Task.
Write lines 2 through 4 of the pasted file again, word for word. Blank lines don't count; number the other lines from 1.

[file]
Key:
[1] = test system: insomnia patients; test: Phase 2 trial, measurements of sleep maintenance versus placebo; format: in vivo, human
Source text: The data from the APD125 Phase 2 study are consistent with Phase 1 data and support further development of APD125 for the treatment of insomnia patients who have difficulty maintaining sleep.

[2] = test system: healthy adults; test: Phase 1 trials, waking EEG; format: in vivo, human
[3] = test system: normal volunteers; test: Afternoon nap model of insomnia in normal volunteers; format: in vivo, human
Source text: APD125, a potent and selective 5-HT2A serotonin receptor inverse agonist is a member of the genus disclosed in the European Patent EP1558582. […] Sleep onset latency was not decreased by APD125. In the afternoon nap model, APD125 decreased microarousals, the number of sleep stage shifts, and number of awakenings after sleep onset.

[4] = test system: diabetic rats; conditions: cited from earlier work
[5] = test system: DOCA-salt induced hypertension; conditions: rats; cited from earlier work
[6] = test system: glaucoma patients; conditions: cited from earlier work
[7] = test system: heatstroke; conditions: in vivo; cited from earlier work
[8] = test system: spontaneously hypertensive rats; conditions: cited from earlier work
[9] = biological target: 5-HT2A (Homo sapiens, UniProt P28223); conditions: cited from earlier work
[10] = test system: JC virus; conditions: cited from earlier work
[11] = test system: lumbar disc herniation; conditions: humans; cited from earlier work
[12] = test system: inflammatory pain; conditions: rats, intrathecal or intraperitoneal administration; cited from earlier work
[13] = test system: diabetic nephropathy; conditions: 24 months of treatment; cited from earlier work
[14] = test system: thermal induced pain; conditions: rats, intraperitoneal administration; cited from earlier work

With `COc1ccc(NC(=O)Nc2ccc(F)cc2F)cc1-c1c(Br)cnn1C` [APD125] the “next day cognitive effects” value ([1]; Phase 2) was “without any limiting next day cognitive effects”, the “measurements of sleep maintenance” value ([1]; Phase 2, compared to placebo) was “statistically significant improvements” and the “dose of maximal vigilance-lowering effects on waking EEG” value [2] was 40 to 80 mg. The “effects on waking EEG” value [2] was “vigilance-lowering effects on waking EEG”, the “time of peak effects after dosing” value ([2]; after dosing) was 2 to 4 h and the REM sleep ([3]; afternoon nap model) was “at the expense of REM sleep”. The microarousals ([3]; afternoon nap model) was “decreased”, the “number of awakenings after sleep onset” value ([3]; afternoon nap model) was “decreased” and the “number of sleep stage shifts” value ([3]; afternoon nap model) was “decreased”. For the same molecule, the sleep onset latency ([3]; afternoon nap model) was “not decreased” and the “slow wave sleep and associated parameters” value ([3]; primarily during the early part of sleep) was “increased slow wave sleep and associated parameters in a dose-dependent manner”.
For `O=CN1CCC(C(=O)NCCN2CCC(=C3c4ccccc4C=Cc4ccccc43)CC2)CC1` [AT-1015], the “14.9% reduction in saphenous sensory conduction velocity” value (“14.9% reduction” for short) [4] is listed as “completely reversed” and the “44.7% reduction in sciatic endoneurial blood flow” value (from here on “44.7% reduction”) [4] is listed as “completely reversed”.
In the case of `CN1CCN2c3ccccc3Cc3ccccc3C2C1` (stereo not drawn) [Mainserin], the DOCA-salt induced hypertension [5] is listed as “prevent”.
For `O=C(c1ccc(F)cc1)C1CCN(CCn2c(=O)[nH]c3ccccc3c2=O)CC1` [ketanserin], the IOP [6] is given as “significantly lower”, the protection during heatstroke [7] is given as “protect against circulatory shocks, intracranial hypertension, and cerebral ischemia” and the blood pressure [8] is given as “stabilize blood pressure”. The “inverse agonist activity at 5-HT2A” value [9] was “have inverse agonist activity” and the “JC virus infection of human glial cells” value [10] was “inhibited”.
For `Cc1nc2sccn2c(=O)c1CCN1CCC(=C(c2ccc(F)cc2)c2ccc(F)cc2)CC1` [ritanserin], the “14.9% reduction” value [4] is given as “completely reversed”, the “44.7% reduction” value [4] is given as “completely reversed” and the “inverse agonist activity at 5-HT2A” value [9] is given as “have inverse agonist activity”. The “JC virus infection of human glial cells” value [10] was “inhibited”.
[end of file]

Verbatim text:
[1] = test system: insomnia patients; test: Phase 2 trial, measurements of sleep maintenance versus placebo; format: in vivo, human
Source text: The data from the APD125 Phase 2 study are consistent with Phase 1 data and support further development of APD125 for the treatment of insomnia patients who have difficulty maintaining sleep.

[2] = test system: healthy adults; test: Phase 1 trials, waking EEG; format: in vivo, human